I’m gearing up for tonight’s Financial Intimacy Hour with my guest Lori Anne Douglass, Esq. We’re tackling that topic I talked about last week – the one most would prefer to avoid.
I addressed how estate planning isn’t just for the rich or just about death, and how it is really an act of love. If you missed that post, click here.
As timing would have it, on the day I published that piece I had dinner with a friend I hadn’t seen in awhile. In the process of catching up, I, naturally, invited her to join us tonight. And, she – a single mother, homeowner, and business owner – shared she didn’t have a Will.
My reaction: GASP!
Her response: “Why do I need a Will; won’t everything automatically go to my son?”
She’s not alone in this sentiment. According to a new Rocket Lawyer-Harris survey, 64% of Americans don’t have a Will.
But, ironically, not having one isn’t really the biggest mistake my friend is making (and many others like her): ONLY having a Will is!
At a minimum, there are three other documents that you need in addition to your Will. This is an oft overlooked misstep.
And so is having an outdated plan.
Depending upon what source you reference, the number of people without an estate plan ranges from 50%-70%. But perhaps you fall in the 30%-50% range of people who actually DO have one. If true…
…is the plan you have the one you want to have?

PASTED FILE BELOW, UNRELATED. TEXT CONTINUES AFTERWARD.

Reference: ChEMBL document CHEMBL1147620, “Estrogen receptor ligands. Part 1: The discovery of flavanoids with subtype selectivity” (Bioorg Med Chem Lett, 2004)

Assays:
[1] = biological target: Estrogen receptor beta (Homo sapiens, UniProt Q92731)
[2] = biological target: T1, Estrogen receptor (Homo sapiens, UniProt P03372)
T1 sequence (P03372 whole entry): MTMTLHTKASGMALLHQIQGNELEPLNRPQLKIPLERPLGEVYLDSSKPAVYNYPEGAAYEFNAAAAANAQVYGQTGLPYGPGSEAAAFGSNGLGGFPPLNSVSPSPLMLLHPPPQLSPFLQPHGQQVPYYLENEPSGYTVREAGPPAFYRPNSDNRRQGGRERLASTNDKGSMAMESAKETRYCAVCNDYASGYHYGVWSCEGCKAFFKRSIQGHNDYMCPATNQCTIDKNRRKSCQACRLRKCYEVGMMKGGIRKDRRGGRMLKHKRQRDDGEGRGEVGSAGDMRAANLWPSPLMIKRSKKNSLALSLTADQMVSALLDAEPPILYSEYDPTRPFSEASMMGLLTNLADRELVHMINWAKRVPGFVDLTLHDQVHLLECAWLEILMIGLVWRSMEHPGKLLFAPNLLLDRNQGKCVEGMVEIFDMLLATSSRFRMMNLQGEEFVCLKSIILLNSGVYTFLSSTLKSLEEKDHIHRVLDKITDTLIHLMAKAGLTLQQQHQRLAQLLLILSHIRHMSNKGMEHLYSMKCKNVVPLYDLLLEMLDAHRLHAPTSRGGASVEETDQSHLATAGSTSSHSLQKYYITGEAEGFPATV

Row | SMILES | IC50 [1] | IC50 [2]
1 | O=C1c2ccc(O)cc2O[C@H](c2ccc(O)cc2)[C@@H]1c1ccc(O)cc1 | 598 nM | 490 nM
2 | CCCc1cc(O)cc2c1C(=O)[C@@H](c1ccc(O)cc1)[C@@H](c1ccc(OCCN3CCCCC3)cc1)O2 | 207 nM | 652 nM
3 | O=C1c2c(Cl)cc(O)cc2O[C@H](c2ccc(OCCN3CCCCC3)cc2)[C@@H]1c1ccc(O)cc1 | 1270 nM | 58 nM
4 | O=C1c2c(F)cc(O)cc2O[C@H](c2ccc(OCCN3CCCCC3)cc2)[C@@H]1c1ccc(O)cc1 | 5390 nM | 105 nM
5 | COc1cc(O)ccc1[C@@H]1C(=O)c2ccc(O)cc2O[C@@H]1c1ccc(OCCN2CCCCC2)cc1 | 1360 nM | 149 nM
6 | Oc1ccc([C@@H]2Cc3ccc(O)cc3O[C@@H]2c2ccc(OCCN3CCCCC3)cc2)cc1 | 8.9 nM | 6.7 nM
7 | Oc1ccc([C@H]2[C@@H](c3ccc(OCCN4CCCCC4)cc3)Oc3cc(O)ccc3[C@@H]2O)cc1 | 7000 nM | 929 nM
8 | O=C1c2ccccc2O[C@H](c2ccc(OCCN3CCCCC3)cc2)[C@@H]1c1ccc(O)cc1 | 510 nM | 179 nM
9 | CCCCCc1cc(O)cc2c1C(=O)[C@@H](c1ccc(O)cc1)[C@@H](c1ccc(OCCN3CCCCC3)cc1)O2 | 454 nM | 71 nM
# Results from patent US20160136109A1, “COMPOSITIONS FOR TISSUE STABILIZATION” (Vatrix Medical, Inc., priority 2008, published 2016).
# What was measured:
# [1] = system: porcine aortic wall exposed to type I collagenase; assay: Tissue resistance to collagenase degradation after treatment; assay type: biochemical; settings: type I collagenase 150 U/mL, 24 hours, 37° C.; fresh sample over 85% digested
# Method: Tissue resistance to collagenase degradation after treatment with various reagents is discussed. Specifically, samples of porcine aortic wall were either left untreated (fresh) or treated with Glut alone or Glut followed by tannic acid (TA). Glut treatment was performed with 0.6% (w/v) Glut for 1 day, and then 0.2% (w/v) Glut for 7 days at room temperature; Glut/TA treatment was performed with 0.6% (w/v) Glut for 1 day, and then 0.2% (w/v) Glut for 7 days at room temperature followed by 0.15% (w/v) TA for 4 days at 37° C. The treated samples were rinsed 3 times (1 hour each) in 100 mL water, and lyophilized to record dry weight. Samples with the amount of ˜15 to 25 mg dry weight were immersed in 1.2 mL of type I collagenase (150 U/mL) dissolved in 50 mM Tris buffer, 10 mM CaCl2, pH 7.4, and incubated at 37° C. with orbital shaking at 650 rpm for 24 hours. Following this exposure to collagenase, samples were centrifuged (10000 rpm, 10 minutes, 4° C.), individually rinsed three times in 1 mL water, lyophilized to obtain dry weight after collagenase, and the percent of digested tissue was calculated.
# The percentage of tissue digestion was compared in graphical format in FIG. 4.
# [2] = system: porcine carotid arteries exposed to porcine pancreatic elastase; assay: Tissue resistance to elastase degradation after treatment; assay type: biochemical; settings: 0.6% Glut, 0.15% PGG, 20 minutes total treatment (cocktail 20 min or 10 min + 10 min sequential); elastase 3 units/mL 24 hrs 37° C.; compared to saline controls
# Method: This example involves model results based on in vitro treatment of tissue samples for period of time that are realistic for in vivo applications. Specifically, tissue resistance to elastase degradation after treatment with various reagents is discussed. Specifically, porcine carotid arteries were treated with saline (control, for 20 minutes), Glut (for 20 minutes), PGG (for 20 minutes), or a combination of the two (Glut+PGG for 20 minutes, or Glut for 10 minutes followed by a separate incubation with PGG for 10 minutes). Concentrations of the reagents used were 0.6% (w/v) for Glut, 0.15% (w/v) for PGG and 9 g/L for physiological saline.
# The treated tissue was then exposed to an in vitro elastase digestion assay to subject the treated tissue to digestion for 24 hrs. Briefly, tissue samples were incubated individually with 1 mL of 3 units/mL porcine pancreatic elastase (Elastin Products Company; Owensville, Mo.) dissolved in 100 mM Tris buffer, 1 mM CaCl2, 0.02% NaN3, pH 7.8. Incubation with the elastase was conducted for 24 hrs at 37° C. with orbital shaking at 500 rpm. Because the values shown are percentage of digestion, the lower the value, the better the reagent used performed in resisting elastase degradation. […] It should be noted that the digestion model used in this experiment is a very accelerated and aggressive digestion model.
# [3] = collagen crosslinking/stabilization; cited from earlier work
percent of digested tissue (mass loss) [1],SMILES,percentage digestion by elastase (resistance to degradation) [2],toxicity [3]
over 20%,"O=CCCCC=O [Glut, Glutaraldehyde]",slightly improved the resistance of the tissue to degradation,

Both Paul Walker and Philip Seymour Hoffman had estate plans created – in 2001 and 2004, respectively. However, their tragic and untimely deaths put this common estate planning blunder of not having a current plan front-and-center for a number of “costly mistakes” articles.
Above, I’ve just shared two obvious and not so obvious estate planning mistakes. During my conversation with Lori Anne tonight, we’ll flush out a few more. Of course, along with what to do instead and why these actions are important.
Admittedly, I have no clue what in the world “conscious uncoupling” means, but I do understand the need for having a conscious approach to estate planning.
- It’s how you organize your personal + financial affairs.
- It’s how you address the mistakes you know you’re making AND become of aware of the mistakes you don’t realize you are.
- It’s how we each contribute to the dismantling of the misconception that the estate planning process is only for a certain few or relevant to a narrow set of circumstances.
- It’s how you ensure you don’t fall prey to the “someday, one-day” mentality that can grip you and lull you into procrastination mode until it’s too late to be thoughtful, intentional, and strategic.
- It’s how you get to know yourself even more intimately. Estate planning invites you to ask yourself some probing questions and take stock about what and who is most important to you. (See, I told you it was about love – and that includes self-love!)
- It’s how you put on your big girl or big boy pants and take the reins to control how you experience life and money – and not just sit on the sidelines “taking” whatever comes your way. I realize you may not take a passive approach in other areas of your life, but for some, money makes them a little gun-shy. If this is you, let’s stop this pattern now, shall we?
Thinking of estate planning as an act of love isn’t a matter of semantics for me. Nor is looking at it as a testament of self-love. I truly believe this and want others to hop on the bandwagon with me. And that includes YOU!
I am SO excited for tonight, and if you haven’t registered I hope you’ll accept my invitation to join Lori Anne Douglass, Esq. and me at 8pm EDT for this month’s Financial Intimacy Hour.
I promise it’ll be a lively experience. And, I promise you’ll know more at the end of 60-minutes than you did at the beginning.